—The Raptors have reached the NBA Finals.
—With any luck we’ll see the kid at Wimbledon.
5. The NCAA tennis championships were held last week.This is a terrific—and terrifically underrated—sporting event. But college tennis has ben dogged lately by a “hooking “epidemic. I’ve heard from parents, players, coaches and Hall of Fame players who complain that dishonest line calls are officially out of control. Here’s a letter I got last week from a high school student that bears reading and considering.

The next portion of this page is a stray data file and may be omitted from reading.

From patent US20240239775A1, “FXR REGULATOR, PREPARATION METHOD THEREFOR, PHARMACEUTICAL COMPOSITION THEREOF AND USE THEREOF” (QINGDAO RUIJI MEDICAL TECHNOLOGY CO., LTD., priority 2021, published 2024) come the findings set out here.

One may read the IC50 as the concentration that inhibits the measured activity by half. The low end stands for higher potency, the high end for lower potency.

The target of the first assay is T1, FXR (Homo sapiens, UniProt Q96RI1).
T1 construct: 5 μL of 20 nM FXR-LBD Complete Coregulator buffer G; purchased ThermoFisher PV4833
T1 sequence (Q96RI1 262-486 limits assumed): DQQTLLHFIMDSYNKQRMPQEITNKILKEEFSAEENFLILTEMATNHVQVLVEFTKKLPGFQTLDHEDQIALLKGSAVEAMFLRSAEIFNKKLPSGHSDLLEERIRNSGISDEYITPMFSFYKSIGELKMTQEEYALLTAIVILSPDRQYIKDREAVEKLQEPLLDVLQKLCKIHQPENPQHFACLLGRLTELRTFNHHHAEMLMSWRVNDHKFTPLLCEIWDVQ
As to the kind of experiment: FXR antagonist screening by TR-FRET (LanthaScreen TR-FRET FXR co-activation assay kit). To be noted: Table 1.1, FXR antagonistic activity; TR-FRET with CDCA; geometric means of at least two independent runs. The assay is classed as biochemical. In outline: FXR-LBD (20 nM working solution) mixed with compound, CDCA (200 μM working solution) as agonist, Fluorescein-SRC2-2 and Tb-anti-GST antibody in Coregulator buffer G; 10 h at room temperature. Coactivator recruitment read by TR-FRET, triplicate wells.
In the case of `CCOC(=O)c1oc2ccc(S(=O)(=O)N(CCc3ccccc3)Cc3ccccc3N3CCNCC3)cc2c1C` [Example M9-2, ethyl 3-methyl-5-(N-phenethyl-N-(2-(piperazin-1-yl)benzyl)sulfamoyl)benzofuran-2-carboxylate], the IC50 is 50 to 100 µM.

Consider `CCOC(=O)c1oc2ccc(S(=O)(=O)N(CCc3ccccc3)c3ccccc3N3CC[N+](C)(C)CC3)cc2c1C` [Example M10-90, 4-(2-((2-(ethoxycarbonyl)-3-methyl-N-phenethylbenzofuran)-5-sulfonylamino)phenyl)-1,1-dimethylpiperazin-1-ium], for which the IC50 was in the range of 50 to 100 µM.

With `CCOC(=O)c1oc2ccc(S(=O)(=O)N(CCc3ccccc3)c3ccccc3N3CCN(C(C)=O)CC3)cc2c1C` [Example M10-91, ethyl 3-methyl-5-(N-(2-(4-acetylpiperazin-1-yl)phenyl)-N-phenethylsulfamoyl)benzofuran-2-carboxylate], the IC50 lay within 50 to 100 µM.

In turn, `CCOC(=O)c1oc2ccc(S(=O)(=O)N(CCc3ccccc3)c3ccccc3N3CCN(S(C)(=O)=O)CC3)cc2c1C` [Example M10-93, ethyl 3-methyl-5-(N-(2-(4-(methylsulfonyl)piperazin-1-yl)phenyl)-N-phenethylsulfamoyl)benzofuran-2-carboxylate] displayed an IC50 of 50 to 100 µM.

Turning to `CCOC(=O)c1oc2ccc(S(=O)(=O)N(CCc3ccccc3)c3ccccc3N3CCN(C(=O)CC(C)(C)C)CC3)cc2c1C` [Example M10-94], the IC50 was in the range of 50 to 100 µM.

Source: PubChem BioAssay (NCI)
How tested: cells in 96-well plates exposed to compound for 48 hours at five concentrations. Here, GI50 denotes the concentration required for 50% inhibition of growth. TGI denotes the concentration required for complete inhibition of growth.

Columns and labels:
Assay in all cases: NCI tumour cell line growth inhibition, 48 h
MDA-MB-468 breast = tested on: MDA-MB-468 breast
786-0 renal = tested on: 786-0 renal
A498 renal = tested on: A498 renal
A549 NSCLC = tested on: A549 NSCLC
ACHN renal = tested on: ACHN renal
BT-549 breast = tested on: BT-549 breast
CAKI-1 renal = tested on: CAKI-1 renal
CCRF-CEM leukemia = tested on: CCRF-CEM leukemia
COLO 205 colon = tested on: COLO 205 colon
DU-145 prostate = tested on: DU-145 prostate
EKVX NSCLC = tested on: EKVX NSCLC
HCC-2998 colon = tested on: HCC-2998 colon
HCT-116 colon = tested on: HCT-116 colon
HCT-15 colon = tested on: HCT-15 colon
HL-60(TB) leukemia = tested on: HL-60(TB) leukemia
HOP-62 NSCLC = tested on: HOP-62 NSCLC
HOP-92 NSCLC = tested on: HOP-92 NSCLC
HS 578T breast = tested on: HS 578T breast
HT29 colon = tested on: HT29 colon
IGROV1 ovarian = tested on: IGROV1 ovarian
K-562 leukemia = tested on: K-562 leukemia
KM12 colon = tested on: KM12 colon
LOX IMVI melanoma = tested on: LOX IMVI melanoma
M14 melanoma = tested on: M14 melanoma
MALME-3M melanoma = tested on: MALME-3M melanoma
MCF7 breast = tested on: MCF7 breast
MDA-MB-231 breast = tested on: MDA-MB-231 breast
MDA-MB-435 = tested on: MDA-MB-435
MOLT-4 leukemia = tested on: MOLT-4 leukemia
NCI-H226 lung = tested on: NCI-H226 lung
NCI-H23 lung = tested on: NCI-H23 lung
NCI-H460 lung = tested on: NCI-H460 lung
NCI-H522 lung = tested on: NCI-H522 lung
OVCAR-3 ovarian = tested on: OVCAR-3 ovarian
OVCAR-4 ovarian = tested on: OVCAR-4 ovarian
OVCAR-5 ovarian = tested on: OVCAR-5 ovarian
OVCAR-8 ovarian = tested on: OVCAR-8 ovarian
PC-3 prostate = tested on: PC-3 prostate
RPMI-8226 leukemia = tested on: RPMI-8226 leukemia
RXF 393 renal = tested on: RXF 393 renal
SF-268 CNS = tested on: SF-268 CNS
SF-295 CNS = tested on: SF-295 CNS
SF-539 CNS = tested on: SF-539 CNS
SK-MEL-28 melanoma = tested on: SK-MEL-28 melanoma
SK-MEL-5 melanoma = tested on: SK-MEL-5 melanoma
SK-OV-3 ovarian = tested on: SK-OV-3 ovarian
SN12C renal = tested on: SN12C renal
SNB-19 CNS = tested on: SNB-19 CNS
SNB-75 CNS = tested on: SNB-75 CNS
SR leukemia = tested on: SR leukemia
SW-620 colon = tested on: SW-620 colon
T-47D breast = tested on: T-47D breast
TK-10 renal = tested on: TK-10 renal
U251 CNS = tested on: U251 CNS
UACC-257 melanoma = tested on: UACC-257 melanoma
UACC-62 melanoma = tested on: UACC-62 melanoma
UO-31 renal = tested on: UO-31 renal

"Good Evening/Morning Mr. Wertheim,